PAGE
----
Elizabeth Kendal has authored two books: Turn Back the Battle: Isaiah Speaks to Christians Today (Deror Books, Melbourne, Australia, Dec 2012) which offers a Biblical response to persecution and existential threat; and, After Saturday Comes Sunday: Understanding the Christian Crisis in the Middle East (Wipf and Stock, Eugene, OR, USA, June 2016).  

For more information see:

Thursday, July 14, 2016

Middle East Crisis Entirely Predictable

Sir John Chilcot right to say hindsight not required
by Elizabeth Kendal

How often do you hear it said that the current crisis in Middle East is “unprecedented”?

Despite being routinely parroted by our political, academic and media elites, this assertion is absolutely false.

Those who make this claim are either embarrassingly ignorant of history, or desperate to excuse their utter cluelessness and/or deflect criticism from their catastrophic policy failures.

Surely one of the most pivotal sentences in the 150 page executive summary of Sir John Chilcot’s Iraq Inquiry is one found on page 129 under the heading “Lessons”, subheading “The decision to go to war”, in paragraph 828: “When the potential for military action arises, the Government should not commit to a firm political objective before it is clear that it can be achieved.”

Could the US-led West's objectives in Iraq have been achieved? 

Iraq straddles one of the most volatile religious fault-lines on the planet. Consequently, even the most basic understanding of Iraq’s sectarian dynamics and history would have given anyone considering war cause for concern.

Likewise, anyone with a basic understanding of the Islamic worldview would have known that an invasion of “infidel” forces would have triggered Islamic resistance. Furthermore, anyone with knowledge of the history of Muslim-Christian relations in the Middle East would have anticipated the consequences for local Christians should Islamic resistance be triggered or an Islamic order restored.

The events of 1979—the successful Shi’ite revolution in Iran and the failed Sunni revolution in Saudi Arabia—heightened Islamic and sectarian zeal, and set in motion the wheels of global Islamic radicalisation. One generation later, the Middle East was a radicalised Islamic tinderbox just waiting for a spark. Had Western policy-makers truly understood and appreciated that fact, then they might have heeded the warnings and accepted an alternative. Yes, there were alternatives!

In late 2002, Russian President Vladimir Putin advised the administration of President G. W. Bush that instead of going after Saddam Hussein, it should concentrate on the real sponsors of Islamic terror, specifically Pakistan and Saudi Arabia, and put an end to the Saudi funding of Wahhabi extremism.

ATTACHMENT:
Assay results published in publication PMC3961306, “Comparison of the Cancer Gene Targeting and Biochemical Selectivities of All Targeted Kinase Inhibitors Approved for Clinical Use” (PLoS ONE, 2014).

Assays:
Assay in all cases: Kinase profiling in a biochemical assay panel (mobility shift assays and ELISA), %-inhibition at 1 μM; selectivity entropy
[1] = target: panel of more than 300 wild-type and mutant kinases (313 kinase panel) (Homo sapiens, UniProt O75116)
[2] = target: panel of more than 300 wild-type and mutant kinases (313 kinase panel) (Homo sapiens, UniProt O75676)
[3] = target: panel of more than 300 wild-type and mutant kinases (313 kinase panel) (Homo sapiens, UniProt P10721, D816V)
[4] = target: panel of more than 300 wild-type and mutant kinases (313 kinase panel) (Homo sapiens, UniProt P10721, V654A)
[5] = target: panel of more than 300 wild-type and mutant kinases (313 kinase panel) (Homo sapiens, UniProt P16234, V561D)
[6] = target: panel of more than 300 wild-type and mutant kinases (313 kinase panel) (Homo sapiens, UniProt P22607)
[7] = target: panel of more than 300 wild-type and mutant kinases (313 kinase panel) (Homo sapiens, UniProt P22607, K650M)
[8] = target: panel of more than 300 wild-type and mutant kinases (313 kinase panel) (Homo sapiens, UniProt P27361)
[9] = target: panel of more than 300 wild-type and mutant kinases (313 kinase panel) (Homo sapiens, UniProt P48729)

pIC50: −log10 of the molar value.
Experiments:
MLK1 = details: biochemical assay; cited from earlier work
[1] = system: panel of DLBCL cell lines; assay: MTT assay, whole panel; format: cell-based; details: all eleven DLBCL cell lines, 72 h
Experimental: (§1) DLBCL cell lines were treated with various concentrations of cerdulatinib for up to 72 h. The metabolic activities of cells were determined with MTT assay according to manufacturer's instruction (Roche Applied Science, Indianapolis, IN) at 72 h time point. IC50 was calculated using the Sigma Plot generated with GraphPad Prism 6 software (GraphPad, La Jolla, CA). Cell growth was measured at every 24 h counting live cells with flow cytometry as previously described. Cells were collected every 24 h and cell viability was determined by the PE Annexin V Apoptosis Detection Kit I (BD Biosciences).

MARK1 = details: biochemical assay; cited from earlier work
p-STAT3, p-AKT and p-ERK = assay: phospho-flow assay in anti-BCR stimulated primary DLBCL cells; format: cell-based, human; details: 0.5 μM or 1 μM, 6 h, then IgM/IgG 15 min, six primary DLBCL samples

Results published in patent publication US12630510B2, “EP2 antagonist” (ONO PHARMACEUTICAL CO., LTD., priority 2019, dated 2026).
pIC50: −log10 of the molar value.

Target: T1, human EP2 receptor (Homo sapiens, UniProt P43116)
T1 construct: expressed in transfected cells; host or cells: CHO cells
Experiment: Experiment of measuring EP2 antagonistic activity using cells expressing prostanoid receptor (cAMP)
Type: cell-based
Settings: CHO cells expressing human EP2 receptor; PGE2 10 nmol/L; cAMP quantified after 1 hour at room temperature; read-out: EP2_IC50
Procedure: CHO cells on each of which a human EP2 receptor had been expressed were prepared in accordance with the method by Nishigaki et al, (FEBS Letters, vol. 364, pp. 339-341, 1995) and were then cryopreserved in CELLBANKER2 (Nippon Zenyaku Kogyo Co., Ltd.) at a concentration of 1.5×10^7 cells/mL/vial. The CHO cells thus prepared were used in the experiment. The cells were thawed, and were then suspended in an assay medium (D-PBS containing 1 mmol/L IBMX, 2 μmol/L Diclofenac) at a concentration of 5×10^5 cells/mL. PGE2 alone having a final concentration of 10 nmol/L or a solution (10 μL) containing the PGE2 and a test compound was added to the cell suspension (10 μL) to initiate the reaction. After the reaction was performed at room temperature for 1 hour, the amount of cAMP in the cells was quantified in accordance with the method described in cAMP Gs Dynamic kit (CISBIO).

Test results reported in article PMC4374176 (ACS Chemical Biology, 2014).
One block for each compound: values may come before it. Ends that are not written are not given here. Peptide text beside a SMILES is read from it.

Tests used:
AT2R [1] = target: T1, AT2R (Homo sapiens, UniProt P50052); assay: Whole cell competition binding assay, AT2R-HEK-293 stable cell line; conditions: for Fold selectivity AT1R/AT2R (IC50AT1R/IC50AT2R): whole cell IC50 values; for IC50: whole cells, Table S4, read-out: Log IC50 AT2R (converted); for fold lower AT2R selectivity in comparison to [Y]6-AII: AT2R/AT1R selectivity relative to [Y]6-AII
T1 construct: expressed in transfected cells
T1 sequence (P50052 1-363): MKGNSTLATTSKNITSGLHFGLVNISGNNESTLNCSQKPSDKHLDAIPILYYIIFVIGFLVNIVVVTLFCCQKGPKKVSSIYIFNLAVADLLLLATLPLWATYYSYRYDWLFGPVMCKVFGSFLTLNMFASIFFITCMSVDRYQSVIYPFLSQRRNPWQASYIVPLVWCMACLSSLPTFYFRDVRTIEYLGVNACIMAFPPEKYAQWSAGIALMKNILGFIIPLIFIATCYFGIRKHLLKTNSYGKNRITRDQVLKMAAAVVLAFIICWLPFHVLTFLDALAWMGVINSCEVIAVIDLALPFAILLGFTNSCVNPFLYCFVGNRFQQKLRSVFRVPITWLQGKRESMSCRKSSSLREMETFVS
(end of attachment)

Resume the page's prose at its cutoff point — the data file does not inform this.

Presidents G.W. Bush and Vladimir Putin (2002)
As terrorism analyst Yossef Bodansky explains: “Russian experts warned that the problem in Iraq was not just Saddam and his weapons of mass destruction, but rather the prevailing radical militant trends. They urged the Americans to be ready to deal with radicalized populations, Sunni Islamist militancy, a radical Shiite population under Iranian influence, the flow of al-Qaeda operatives, and Kurdish-Turkish and Turkman-Arab hatred—all of which were likely to intensify in reaction to an American invasion of Iraq.” The Kremlin’s position was that rather than defeating terrorism, a US-led invasion would actually create and open new venues for terrorism.

In receipt of an abundance of intelligence from all sides, the onus was on Western policy-makers to assess that intelligence. Unfortunately our political leaders were ill-equipped for the task. Lacking knowledge of history and understanding of religion; blinded by arrogance [“where everyone else failed, we will succeed!”] and hamstrung by bias [“we are not going to listen to Russia!”], they were incapable of discerning wisdom from fantasy, or interest-driven propaganda from plain hard reality.

When US-led forces bombed and invaded Iraq in 2003, and removed Saddam and the Baathists by force, they liberated not “the Iraqi people”, but the Iraqi Shi’ites—facilitating the rise of the “Shia Crescent”.

By 2005 Iraq, once part of a north-south Sunni bloc, was fully integrated into an east-west "Shia Crescent" (more accurately known as the Axis of Resistance) with Ayatollah Khomeini’s 1982 vision of a continuous arc of Iranian influence extending from Tehran “to Jerusalem . . .  through Kabala” (in southern Iraq) awaiting only its final installment.

That Iraq’s political realignment would trigger Sunni resistance in Iraq, and have regional implications for oil and gas pipeline politics, and existentially imperil the region’s US-allied Sunni regimes—was entirely predictable.

Driven from their home in Mosul, by ISIS/ISIL fighters,
Assyrian Christian refugee, Radwan Shamra and son, Martin (3),
stand on the roof of St. Ephraim Syrian Orthodox Church
in Amman, Jordan. 1 Oct. 2014.
(Photo: Warrick Page/The New York Times)
That conflict in Iraq would attract international jihadists, and result in the genocide of minorities—including the region’s indigenous Christian nation (the Assyrians)—was all entirely predictable to anyone with knowledge of history and understanding of religion.

Sir John Chilcot was absolutely right to reject Tony Blair’s contention that the difficulties encountered after the invasion could not have been foreseen.

“We do not agree that hindsight is required,” Chilcot said. “The risks of internal strife in Iraq, active Iranian pursuit of its interests, regional instability and al-Qaida activity in Iraq were each explicitly identified before the invasion.”

What a pity the Chilcot report had not been released in 2010, before the US-led West chose to back regime change in Damascus.


Elizabeth Kendal is a long-time religious liberty analyst and advocate, author of the weekly Religious Liberty Prayer Bulletin. She serves as the Director of Advocacy at Christian Faith and Freedom (CFF) in Canberra, Australia, and is an adjunct research fellow at the Arthur Jeffery Centre for the Study of Islam at Melbourne School of Theology.

Her second book, After Saturday Comes Sunday: Understanding the Christian Crisis in the Middle East, (Wipf and Stock, Eugene, OR, USA) was released in June 2016. For more information see: